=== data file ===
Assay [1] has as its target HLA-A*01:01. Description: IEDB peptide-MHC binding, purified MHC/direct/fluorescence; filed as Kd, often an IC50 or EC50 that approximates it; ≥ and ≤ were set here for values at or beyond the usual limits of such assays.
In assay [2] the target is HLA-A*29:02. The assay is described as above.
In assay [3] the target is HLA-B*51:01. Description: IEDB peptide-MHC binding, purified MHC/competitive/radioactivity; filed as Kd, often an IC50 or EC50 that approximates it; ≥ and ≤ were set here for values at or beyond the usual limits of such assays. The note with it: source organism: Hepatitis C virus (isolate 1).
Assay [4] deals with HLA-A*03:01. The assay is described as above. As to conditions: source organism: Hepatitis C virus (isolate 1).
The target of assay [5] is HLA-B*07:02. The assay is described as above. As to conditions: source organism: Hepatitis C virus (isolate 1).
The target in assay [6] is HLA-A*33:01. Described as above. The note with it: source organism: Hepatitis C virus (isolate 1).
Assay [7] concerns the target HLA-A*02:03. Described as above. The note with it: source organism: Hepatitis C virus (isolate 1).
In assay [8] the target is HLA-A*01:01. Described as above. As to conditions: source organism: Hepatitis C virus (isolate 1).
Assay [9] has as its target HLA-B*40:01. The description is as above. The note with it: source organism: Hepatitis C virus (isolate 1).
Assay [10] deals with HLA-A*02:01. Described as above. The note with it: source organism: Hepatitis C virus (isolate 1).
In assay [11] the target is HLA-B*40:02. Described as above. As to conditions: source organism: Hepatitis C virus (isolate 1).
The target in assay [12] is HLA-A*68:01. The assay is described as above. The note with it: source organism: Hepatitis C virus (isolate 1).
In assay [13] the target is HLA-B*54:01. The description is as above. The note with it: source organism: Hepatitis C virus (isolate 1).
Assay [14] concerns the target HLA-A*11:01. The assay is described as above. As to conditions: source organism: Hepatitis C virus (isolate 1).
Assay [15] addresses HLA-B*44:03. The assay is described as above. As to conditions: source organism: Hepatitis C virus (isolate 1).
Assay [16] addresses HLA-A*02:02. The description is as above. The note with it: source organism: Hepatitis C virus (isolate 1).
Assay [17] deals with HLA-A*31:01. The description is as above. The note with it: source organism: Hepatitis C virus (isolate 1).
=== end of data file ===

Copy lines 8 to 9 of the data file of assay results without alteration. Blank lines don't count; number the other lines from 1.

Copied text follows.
In assay [8] the target is HLA-A*01:01. Described as above. As to conditions: source organism: Hepatitis C virus (isolate 1).
Assay [9] has as its target HLA-B*40:01. The description is as above. The note with it: source organism: Hepatitis C virus (isolate 1).